Patient Satisfaction and HCAHPS: What It Means for Providers

As the healthcare industry shifts toward patient-centered models, providers will need to fully understand patient satisfaction measures and how they affect their practices.

Source: Think Stock

What is patient satisfaction?

Patient satisfaction is the extent to which patients are happy with their healthcare, both inside and outside of the doctor’s office. A measure of care quality, patient satisfaction gives providers insights into various aspects of medicine, including the effectiveness of their care and their level of empathy.

Satisfaction, while always an important factor when delivering any kind of a service, has recently gained notoriety in the healthcare space. In the wake of patient-centered healthcare reform, patients are demanding a bigger claim in their healthcare, and expect a certain level of service from their providers.

Healthcare organizations are adjusting their strategic plans accordingly.

In Vocera’s 2016 Rise of the Chief Experience Officer report, 64 percent of healthcare professionals state that their organizations value patient satisfaction just as much as they do patient safety and clinical workflow improvements.

Source: Vocera

This isn’t entirely surprising. Since patients have assumed more of a consumer role in their own healthcare, hospitals and other organizations have needed to ensure that their patients were happy with the care that they received and how they were treated as people.

Supporting patient satisfaction can have a positive effect on several parts of the healthcare organization, including improving patient retention rates, securing a positive local reputation, and preventing possible malpractice lawsuits, says the National Center for Biotechnology Information.

As the industry continues to move in this patient-centered direction, there is hardly any hospital affording to skrimp on this kind of engagement, making it vital that provider understand the nuances of an effective satisfaction strategy.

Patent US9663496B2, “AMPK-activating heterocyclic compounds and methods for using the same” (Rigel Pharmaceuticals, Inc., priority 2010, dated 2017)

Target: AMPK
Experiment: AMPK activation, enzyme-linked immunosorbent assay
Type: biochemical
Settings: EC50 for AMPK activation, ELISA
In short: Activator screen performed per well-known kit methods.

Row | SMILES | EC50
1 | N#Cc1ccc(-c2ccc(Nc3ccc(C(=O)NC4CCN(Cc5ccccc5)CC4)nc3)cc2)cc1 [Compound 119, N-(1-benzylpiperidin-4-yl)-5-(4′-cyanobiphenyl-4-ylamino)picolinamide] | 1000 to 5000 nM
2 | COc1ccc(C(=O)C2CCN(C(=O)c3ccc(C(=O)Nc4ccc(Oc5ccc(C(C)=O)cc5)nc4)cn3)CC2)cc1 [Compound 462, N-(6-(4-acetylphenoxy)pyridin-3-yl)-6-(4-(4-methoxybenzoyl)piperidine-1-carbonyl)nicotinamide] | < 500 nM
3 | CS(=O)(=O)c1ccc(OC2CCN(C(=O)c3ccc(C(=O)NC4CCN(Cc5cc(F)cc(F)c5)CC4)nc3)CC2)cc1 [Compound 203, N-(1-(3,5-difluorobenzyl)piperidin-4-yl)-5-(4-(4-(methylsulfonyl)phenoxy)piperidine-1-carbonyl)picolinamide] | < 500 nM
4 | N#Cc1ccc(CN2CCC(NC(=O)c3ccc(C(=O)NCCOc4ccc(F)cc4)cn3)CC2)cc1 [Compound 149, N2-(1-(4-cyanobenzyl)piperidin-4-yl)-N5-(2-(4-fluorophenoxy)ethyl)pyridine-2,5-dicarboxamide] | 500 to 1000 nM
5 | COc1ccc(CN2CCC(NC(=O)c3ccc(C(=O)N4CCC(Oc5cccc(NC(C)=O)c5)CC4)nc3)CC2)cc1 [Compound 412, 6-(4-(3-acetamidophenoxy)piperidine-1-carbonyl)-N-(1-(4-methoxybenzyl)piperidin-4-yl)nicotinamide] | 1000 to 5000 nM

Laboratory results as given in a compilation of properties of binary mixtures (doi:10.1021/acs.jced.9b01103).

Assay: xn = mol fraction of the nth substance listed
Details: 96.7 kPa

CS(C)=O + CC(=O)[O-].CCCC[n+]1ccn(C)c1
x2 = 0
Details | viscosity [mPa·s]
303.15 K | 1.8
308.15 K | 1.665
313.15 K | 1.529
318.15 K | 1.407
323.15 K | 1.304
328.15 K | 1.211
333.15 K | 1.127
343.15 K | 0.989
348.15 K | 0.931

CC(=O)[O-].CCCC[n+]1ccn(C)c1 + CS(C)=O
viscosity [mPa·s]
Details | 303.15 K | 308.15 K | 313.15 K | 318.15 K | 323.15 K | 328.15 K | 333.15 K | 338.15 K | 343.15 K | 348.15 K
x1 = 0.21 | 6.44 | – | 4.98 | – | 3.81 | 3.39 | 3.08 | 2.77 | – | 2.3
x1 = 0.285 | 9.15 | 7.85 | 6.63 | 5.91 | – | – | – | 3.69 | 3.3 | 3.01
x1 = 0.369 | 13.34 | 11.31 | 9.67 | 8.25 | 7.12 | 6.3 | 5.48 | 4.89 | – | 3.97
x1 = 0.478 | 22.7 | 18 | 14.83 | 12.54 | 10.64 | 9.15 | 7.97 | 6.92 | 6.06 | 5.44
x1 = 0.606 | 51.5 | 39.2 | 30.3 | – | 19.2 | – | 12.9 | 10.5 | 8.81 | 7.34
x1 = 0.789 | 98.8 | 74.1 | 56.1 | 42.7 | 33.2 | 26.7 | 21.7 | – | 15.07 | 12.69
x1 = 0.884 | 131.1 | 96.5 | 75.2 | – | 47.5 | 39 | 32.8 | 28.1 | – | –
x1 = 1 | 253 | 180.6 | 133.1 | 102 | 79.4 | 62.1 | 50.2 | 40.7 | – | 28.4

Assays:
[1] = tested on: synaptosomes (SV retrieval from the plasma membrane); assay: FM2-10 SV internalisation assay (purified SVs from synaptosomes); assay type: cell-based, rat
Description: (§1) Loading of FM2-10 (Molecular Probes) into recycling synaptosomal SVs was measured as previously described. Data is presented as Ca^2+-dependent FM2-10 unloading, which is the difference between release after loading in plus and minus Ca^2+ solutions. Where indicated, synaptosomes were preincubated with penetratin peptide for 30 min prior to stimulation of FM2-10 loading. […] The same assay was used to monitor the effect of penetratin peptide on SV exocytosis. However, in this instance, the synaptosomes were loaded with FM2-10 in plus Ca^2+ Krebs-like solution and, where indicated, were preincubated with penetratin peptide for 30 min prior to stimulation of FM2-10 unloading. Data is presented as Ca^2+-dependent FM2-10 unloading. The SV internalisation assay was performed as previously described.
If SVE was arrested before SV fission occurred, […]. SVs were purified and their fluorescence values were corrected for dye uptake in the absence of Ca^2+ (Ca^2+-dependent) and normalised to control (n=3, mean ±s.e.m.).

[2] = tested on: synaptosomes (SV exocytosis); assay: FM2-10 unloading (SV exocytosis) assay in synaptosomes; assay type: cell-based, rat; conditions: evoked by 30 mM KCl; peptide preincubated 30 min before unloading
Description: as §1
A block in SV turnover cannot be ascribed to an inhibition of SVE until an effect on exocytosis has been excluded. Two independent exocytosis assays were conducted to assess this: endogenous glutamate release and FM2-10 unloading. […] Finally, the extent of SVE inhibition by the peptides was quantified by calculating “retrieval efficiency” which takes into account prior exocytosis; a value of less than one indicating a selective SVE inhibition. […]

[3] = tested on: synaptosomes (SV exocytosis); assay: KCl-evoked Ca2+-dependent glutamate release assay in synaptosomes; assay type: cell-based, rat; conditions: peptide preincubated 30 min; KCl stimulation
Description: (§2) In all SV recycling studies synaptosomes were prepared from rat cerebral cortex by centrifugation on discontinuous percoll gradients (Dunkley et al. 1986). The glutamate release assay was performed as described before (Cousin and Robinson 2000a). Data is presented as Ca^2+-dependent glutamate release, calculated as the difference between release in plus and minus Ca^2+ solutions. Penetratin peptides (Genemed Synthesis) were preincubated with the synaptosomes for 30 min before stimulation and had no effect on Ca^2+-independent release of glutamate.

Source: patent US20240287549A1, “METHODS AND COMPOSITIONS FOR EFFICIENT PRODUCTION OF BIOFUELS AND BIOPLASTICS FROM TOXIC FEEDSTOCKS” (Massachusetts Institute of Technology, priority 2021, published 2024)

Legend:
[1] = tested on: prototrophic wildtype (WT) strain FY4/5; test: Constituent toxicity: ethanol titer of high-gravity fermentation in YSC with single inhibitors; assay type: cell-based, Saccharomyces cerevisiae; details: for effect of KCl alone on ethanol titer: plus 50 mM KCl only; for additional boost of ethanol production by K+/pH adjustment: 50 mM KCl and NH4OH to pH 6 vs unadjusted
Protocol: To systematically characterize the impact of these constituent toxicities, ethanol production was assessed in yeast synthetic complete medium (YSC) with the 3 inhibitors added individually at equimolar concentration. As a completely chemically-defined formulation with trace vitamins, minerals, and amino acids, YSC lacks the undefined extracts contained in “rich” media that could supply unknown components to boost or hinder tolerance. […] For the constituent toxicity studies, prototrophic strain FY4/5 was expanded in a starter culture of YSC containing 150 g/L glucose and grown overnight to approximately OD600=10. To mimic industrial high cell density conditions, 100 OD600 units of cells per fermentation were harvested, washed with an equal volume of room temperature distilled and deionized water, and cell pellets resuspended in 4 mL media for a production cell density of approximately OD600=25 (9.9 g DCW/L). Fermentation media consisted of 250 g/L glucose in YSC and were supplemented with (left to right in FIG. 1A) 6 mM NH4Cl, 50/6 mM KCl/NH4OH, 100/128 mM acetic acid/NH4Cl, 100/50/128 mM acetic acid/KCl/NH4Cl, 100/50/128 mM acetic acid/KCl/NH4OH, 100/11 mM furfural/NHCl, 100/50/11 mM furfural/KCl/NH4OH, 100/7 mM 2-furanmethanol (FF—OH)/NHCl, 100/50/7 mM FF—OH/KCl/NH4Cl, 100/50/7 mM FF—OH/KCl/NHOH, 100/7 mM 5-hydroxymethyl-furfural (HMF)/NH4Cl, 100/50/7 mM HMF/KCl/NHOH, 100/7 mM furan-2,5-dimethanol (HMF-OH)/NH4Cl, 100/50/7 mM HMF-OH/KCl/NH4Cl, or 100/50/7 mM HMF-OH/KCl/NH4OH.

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How is patient satisfaction measured?

While patient satisfaction may be measured by any number of methods, research shows that the most common is the Hospital Consumer Assessment of Healthcare Providers and Systems (HCAHPS) survey.

Source: New England Journal of Medicine

This survey, backed by the Centers for Medicare & Medicaid Services, gleans insights into hospital quality and patient satisfaction through 27 questions regarding patients’ most recent hospital stay.

HCAHPS surveys are comprised of 18 questions addressing patients’ hospital experiences, four items to direct patients to certain questions, three questions to compensate for varying patient demographics, and two questions to address Congress-mandated hospital quality reports.

Many healthcare facilities also issue their own patient satisfaction surveys, or look at less official metrics, such as patient retention. Because factors like patient retention are directly affected by how happy a patient is with her care, they are effective lenses through which hospital leaders can better understand patient satisfaction.

What factors affect patient satisfaction?

Top of mind for many a provider is understanding what makes a patient tick. Being able to determine what does and does not affect patient satisfaction is an integral part of making satisfaction a priority in one’s care delivery.

That task becomes enormous when one remembers that everyone is different, and we all have different preferences when it comes to our care. For instance, millennial patients typically prefer to work in tandem with their physicians in their care, while older patients like being directed by their physicians.

However, there are a few overarching patterns emerging that may help direct providers’ patient satisfaction efforts.

These trends aren’t necessarily what one might expect.

“It’s interesting, because I think that the immediate reaction is that patient loyalty is based off things like wait time,” notes Joe Greskoviak, president and chief operating officer at Press Ganey. “What we have found is that that’s not necessarily the case, and that there are drivers of patient loyalty that are very actionable.”

Overall, Greskoviak says patient satisfaction boils down to three points: communication, provider empathy, and care coordination.

“What we find is that loyalty is primarily being driven by number one, communication,” he said. “There’s a difference between waiting and not knowing why you’re waiting.”

“Empathy,” Greskoviak said, continuing to list the factors of patient loyalty. “Patients want to understand that we actually care for them. So our ability to be empathetic in our delivery of care is incredibly important to patients. And the last one is coordination of care. Patients want us to be working as teams.”